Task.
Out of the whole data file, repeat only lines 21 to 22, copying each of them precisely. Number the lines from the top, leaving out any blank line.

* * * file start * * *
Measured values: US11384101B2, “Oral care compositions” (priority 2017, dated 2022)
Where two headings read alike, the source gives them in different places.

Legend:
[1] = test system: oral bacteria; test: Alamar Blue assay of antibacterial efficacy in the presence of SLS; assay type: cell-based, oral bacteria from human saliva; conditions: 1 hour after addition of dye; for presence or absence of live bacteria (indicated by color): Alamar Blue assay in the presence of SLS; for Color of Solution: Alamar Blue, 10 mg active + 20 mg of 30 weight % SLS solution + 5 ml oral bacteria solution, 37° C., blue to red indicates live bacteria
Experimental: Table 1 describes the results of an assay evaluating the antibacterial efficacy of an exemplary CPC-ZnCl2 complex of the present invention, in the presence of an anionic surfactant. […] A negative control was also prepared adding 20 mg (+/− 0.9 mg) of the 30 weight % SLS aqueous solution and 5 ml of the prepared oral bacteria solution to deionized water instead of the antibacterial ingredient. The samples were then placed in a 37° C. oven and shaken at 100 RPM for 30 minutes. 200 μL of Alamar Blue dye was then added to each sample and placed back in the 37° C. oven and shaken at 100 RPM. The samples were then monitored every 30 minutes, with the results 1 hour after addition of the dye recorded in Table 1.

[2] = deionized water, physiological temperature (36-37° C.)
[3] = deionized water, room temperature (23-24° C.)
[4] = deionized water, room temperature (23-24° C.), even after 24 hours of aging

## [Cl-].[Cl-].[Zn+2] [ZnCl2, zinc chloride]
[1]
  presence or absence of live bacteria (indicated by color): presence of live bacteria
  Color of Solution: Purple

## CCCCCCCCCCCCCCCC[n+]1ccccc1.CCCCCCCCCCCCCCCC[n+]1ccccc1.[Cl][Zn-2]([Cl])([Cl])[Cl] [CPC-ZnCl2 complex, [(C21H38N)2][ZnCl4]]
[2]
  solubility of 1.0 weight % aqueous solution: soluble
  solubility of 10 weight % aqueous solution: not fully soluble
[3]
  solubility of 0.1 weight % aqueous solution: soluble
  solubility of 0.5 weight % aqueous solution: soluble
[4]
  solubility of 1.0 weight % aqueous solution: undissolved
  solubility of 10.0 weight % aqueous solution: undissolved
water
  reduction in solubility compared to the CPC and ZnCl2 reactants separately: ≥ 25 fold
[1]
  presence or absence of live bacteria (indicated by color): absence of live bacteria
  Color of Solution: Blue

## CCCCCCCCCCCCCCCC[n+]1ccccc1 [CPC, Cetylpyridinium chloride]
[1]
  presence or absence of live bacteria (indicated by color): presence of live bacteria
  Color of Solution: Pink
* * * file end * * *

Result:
  solubility of 1.0 weight % aqueous solution: undissolved
  solubility of 10.0 weight % aqueous solution: undissolved